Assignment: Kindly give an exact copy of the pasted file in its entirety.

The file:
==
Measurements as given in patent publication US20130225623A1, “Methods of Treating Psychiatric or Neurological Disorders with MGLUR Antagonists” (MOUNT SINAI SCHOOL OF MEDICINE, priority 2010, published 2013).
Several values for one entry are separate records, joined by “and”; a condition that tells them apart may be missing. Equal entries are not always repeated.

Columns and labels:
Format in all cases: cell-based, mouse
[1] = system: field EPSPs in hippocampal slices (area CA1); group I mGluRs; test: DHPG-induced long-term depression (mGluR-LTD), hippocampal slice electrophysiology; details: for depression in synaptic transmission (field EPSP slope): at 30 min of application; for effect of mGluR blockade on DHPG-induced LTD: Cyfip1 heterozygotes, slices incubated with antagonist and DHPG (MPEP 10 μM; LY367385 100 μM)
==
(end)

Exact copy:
Measurements as given in patent publication US20130225623A1, “Methods of Treating Psychiatric or Neurological Disorders with MGLUR Antagonists” (MOUNT SINAI SCHOOL OF MEDICINE, priority 2010, published 2013).
Several values for one entry are separate records, joined by “and”; a condition that tells them apart may be missing. Equal entries are not always repeated.

Columns and labels:
Format in all cases: cell-based, mouse
[1] = system: field EPSPs in hippocampal slices (area CA1); group I mGluRs; test: DHPG-induced long-term depression (mGluR-LTD), hippocampal slice electrophysiology; details: for depression in synaptic transmission (field EPSP slope): at 30 min of application; for effect of mGluR blockade on DHPG-induced LTD: Cyfip1 heterozygotes, slices incubated with antagonist and DHPG (MPEP 10 μM; LY367385 100 μM)